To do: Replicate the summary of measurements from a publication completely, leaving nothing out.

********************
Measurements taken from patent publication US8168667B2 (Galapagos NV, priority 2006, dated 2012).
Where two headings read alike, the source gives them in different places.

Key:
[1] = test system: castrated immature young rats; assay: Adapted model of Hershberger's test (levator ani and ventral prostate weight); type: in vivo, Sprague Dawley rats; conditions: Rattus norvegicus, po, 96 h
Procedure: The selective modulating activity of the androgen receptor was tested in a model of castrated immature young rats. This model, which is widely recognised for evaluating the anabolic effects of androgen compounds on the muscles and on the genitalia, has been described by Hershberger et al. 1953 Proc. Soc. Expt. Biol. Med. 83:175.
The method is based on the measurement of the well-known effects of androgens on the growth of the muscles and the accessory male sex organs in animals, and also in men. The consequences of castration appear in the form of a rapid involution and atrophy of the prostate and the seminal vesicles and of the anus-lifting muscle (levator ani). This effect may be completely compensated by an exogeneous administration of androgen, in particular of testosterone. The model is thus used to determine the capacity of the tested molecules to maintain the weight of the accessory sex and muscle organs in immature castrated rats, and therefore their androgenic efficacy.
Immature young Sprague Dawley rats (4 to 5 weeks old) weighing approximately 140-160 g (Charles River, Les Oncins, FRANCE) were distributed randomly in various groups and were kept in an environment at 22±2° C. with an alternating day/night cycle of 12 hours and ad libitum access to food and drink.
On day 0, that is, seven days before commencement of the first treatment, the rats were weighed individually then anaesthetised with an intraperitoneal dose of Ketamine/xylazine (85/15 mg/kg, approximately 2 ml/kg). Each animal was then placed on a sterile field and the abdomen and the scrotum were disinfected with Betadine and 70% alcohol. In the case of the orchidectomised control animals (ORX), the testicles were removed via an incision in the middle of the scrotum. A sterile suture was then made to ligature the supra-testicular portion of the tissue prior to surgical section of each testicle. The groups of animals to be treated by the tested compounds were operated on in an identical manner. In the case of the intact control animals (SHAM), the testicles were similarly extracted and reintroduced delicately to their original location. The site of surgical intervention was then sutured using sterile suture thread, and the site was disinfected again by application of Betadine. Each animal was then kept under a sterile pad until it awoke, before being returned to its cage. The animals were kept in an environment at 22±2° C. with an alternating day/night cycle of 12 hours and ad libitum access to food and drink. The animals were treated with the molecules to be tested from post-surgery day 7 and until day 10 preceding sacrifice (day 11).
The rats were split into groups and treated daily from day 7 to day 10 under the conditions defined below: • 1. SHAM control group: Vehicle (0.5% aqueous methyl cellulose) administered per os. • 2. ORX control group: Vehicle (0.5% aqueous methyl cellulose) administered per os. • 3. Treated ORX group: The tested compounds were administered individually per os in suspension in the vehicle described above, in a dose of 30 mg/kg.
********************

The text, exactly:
Measurements taken from patent publication US8168667B2 (Galapagos NV, priority 2006, dated 2012).
Where two headings read alike, the source gives them in different places.

Key:
[1] = test system: castrated immature young rats; assay: Adapted model of Hershberger's test (levator ani and ventral prostate weight); type: in vivo, Sprague Dawley rats; conditions: Rattus norvegicus, po, 96 h
Procedure: The selective modulating activity of the androgen receptor was tested in a model of castrated immature young rats. This model, which is widely recognised for evaluating the anabolic effects of androgen compounds on the muscles and on the genitalia, has been described by Hershberger et al. 1953 Proc. Soc. Expt. Biol. Med. 83:175.
The method is based on the measurement of the well-known effects of androgens on the growth of the muscles and the accessory male sex organs in animals, and also in men. The consequences of castration appear in the form of a rapid involution and atrophy of the prostate and the seminal vesicles and of the anus-lifting muscle (levator ani). This effect may be completely compensated by an exogeneous administration of androgen, in particular of testosterone. The model is thus used to determine the capacity of the tested molecules to maintain the weight of the accessory sex and muscle organs in immature castrated rats, and therefore their androgenic efficacy.
Immature young Sprague Dawley rats (4 to 5 weeks old) weighing approximately 140-160 g (Charles River, Les Oncins, FRANCE) were distributed randomly in various groups and were kept in an environment at 22±2° C. with an alternating day/night cycle of 12 hours and ad libitum access to food and drink.
On day 0, that is, seven days before commencement of the first treatment, the rats were weighed individually then anaesthetised with an intraperitoneal dose of Ketamine/xylazine (85/15 mg/kg, approximately 2 ml/kg). Each animal was then placed on a sterile field and the abdomen and the scrotum were disinfected with Betadine and 70% alcohol. In the case of the orchidectomised control animals (ORX), the testicles were removed via an incision in the middle of the scrotum. A sterile suture was then made to ligature the supra-testicular portion of the tissue prior to surgical section of each testicle. The groups of animals to be treated by the tested compounds were operated on in an identical manner. In the case of the intact control animals (SHAM), the testicles were similarly extracted and reintroduced delicately to their original location. The site of surgical intervention was then sutured using sterile suture thread, and the site was disinfected again by application of Betadine. Each animal was then kept under a sterile pad until it awoke, before being returned to its cage. The animals were kept in an environment at 22±2° C. with an alternating day/night cycle of 12 hours and ad libitum access to food and drink. The animals were treated with the molecules to be tested from post-surgery day 7 and until day 10 preceding sacrifice (day 11).
The rats were split into groups and treated daily from day 7 to day 10 under the conditions defined below: • 1. SHAM control group: Vehicle (0.5% aqueous methyl cellulose) administered per os. • 2. ORX control group: Vehicle (0.5% aqueous methyl cellulose) administered per os. • 3. Treated ORX group: The tested compounds were administered individually per os in suspension in the vehicle described above, in a dose of 30 mg/kg.